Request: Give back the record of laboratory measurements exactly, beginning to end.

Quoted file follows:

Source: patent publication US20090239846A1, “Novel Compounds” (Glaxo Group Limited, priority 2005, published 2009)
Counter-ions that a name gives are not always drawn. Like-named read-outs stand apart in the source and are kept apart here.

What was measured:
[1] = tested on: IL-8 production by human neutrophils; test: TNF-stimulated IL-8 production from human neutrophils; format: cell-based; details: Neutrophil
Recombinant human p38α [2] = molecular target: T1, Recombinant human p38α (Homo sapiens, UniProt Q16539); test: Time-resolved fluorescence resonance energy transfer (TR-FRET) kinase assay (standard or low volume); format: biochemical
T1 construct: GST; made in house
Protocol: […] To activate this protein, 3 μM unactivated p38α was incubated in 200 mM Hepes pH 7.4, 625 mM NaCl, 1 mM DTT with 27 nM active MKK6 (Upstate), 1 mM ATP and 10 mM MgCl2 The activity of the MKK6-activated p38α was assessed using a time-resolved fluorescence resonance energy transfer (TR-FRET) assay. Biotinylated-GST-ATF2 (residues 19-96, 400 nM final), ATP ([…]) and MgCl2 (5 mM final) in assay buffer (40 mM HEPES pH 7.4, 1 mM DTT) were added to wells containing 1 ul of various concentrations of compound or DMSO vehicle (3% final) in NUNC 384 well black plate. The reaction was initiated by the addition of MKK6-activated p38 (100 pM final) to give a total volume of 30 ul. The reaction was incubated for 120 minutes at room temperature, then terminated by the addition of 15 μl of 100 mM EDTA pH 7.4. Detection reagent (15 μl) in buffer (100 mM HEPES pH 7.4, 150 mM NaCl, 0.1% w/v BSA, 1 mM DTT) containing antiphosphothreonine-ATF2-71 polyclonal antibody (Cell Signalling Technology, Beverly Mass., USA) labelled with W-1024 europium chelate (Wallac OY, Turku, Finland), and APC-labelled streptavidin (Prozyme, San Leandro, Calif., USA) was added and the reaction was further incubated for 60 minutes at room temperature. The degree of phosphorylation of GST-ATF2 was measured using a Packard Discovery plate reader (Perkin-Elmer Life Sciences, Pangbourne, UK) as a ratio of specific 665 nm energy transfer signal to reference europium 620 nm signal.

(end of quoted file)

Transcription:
Source: patent publication US20090239846A1, “Novel Compounds” (Glaxo Group Limited, priority 2005, published 2009)
Counter-ions that a name gives are not always drawn. Like-named read-outs stand apart in the source and are kept apart here.

What was measured:
[1] = tested on: IL-8 production by human neutrophils; test: TNF-stimulated IL-8 production from human neutrophils; format: cell-based; details: Neutrophil
Recombinant human p38α [2] = molecular target: T1, Recombinant human p38α (Homo sapiens, UniProt Q16539); test: Time-resolved fluorescence resonance energy transfer (TR-FRET) kinase assay (standard or low volume); format: biochemical
T1 construct: GST; made in house
Protocol: […] To activate this protein, 3 μM unactivated p38α was incubated in 200 mM Hepes pH 7.4, 625 mM NaCl, 1 mM DTT with 27 nM active MKK6 (Upstate), 1 mM ATP and 10 mM MgCl2 The activity of the MKK6-activated p38α was assessed using a time-resolved fluorescence resonance energy transfer (TR-FRET) assay. Biotinylated-GST-ATF2 (residues 19-96, 400 nM final), ATP ([…]) and MgCl2 (5 mM final) in assay buffer (40 mM HEPES pH 7.4, 1 mM DTT) were added to wells containing 1 ul of various concentrations of compound or DMSO vehicle (3% final) in NUNC 384 well black plate. The reaction was initiated by the addition of MKK6-activated p38 (100 pM final) to give a total volume of 30 ul. The reaction was incubated for 120 minutes at room temperature, then terminated by the addition of 15 μl of 100 mM EDTA pH 7.4. Detection reagent (15 μl) in buffer (100 mM HEPES pH 7.4, 150 mM NaCl, 0.1% w/v BSA, 1 mM DTT) containing antiphosphothreonine-ATF2-71 polyclonal antibody (Cell Signalling Technology, Beverly Mass., USA) labelled with W-1024 europium chelate (Wallac OY, Turku, Finland), and APC-labelled streptavidin (Prozyme, San Leandro, Calif., USA) was added and the reaction was further incubated for 60 minutes at room temperature. The degree of phosphorylation of GST-ATF2 was measured using a Packard Discovery plate reader (Perkin-Elmer Life Sciences, Pangbourne, UK) as a ratio of specific 665 nm energy transfer signal to reference europium 620 nm signal.